An argument about academic freedom and Islamophobia has erupted over the use of historical Islamic art that shows the Prophet Muhammad in a lecture by a Hamline University professor.
Any representation of the Prophet, the religion’s founder, is extremely objectionable to many Muslims.
Students were informed that the photographs would be discussed in class but were not forced to interact with them, according to the instructor’s supporters.
The offending artwork was distributed on October 6 during an online lecture for an art history class, according to The Oracle, the student publication at Hamline. The lecturer explained the photos’ meaning for more than two minutes before displaying them, stating that “although many Islamic civilizations do severely frown on (depicting the Prophet),… there is no one, monothetic Islamic culture.”
Aram Wedatalla, the president of the Muslim Student Association, was a participant in the class.
According to Wedatalla, “I’m like, ‘This can’t be true,'” she told the campus newspaper. “I don’t feel like I belong, and I don’t think I ever will belong in a community where they don’t appreciate me as a member, and they don’t show the same respect that I show them,” a Muslim and Black individual said.
Wedatalla pursued the issue with Hamline administrators despite the instructor’s apologies. Within a month, the school issued pupils an email denouncing the instructor’s choice as “undeniably irresponsible, insulting, and Islamophobic.”
According to the Oracle, the adjunct professor lecturer was informed that her contract would not be extended for the upcoming spring semester. In neither the student newspaper’s nor other publications’ accounts of the incident, the instructor was mentioned by name.
Hamline invited Jaylani Hussein, executive director of the Council on American-Islamic Relations’ Minnesota branch, to facilitate a “community dialogue” regarding Islamophobia earlier this month.
Many of the Muslim students on campus were affected by this occurrence after hearing about it. It affected their performance academically and how they ended the semester. They were clearly injured. Meanwhile, they are grateful that the institution is acting morally, according to Hussein, who spoke to the Pioneer Press.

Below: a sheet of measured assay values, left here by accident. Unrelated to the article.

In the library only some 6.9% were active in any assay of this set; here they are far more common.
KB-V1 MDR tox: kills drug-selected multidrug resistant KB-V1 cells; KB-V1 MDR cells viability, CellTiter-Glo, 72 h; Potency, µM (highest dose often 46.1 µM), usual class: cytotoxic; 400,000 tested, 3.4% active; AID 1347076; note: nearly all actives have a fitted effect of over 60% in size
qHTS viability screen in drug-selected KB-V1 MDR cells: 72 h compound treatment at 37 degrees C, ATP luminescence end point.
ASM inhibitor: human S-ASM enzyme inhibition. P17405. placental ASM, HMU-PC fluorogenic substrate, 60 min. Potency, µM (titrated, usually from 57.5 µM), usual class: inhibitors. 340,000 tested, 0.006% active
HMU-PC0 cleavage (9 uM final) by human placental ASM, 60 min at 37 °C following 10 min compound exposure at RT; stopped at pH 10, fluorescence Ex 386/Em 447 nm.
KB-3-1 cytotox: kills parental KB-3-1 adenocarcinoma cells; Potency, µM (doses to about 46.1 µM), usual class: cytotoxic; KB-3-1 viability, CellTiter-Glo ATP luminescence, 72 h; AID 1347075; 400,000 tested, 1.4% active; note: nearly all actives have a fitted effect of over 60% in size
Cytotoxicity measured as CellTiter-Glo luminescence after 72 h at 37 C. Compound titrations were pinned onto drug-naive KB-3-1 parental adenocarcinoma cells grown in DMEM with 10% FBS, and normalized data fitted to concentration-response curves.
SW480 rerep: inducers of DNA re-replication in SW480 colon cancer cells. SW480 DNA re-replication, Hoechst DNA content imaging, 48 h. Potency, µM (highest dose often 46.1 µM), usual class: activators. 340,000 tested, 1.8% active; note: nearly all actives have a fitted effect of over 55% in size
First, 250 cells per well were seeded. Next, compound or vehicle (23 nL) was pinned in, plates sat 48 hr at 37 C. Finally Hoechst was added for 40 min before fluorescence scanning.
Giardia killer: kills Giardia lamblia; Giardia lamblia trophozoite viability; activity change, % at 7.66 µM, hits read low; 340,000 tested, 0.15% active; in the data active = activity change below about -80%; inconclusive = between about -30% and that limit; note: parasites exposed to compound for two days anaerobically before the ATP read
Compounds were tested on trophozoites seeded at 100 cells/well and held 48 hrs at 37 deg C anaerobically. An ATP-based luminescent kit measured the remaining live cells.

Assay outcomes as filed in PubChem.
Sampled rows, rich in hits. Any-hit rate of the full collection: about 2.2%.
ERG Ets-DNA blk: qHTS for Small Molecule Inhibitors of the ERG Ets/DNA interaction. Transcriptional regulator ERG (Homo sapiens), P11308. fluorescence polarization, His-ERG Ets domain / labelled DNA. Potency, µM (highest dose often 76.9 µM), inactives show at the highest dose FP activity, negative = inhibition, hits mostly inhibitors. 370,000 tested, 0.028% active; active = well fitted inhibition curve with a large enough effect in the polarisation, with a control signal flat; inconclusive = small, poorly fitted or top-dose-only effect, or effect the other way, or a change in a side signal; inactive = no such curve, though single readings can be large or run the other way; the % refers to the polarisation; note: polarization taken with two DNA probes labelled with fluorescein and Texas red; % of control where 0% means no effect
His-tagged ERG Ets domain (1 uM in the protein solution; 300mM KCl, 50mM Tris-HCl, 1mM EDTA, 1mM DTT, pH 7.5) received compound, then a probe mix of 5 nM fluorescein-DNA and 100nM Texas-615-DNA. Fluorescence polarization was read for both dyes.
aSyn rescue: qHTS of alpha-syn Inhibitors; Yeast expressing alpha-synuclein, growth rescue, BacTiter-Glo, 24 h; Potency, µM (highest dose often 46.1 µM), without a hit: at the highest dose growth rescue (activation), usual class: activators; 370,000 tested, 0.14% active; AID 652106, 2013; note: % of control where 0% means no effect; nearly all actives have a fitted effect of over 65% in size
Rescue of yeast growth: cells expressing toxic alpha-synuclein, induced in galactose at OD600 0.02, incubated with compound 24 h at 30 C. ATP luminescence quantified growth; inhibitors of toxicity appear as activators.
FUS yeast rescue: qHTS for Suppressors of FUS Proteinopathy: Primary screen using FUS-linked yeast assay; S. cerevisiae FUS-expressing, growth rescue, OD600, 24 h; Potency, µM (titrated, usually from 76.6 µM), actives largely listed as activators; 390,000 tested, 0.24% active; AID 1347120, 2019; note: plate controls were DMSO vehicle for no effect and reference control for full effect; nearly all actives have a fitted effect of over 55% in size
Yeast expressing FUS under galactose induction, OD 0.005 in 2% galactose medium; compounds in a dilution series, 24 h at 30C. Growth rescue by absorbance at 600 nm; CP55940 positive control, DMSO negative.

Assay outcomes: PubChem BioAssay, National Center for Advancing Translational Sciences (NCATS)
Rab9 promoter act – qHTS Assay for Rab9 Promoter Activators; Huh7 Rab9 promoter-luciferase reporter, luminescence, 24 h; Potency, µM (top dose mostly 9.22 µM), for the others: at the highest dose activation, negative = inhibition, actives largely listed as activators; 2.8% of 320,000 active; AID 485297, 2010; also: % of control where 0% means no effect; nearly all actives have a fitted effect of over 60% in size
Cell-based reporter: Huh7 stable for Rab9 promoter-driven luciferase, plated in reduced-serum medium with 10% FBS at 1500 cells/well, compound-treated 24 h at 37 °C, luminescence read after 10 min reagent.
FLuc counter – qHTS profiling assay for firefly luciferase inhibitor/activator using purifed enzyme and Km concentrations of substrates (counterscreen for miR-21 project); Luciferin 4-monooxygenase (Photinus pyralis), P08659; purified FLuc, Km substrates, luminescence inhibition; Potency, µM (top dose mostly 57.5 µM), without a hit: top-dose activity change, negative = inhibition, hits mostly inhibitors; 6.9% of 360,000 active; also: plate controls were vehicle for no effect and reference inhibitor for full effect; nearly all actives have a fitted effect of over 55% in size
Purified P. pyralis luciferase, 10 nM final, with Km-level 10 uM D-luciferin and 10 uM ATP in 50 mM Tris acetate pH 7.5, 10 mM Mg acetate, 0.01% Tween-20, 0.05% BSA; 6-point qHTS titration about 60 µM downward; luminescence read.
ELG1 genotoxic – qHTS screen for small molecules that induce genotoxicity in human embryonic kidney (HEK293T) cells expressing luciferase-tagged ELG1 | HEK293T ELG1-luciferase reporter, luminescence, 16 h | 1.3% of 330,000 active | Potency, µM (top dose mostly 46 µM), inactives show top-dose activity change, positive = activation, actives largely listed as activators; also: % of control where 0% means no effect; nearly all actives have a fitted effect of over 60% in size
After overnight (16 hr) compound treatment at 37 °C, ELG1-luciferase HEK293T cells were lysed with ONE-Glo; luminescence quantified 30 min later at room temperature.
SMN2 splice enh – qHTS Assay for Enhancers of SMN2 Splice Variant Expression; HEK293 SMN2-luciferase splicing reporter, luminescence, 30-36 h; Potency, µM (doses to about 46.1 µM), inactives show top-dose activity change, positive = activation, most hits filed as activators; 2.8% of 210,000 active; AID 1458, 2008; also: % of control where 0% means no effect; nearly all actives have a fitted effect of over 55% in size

Hussein declared, “For us Muslims, that is blasphemy.” No matter who drew them, we don’t own any of them and we don’t share them. It is irrelevant. It is not acceptable to represent the Prophet Muhammad in any way. It is an insulting conduct.
The Oracle recently released a statement from professor and department head of religion at Hamline University, Mark Berkson, disputing Hamline’s claim that the instructor’s choice was anti-Islamic.
In an art history course, Berkson stated, “I feel that presenting an Islamic portrayal of the Prophet Muhammad, a picture that was done to respect Muhammad and highlight a significant historical event, is not an example of Islamophobia.” Labeling it in this way “takes our focus away from actual incidents of discrimination and hate,” in addition to being false.
Soon after publishing Berkson’s letter, The Oracle’s student staff took it down, saying, “Those in our community have communicated that a letter we published has caused them damage.”
In an interview on Thursday, Berkson stressed the significance of understanding how such pictures may cause issues for pupils who are afraid of idolatry. But, he added, it’s equally critical to push children intellectually and encourage them to choose challenging subjects.
He remarked, “Faiths are all tremendously different, therefore there will be disagreements within religions about all kinds of things, including this disagreement of representational art. The issue is that the university’s management is unable to support one side in a theological argument.
An interview request went unanswered from a Hamline spokeswoman.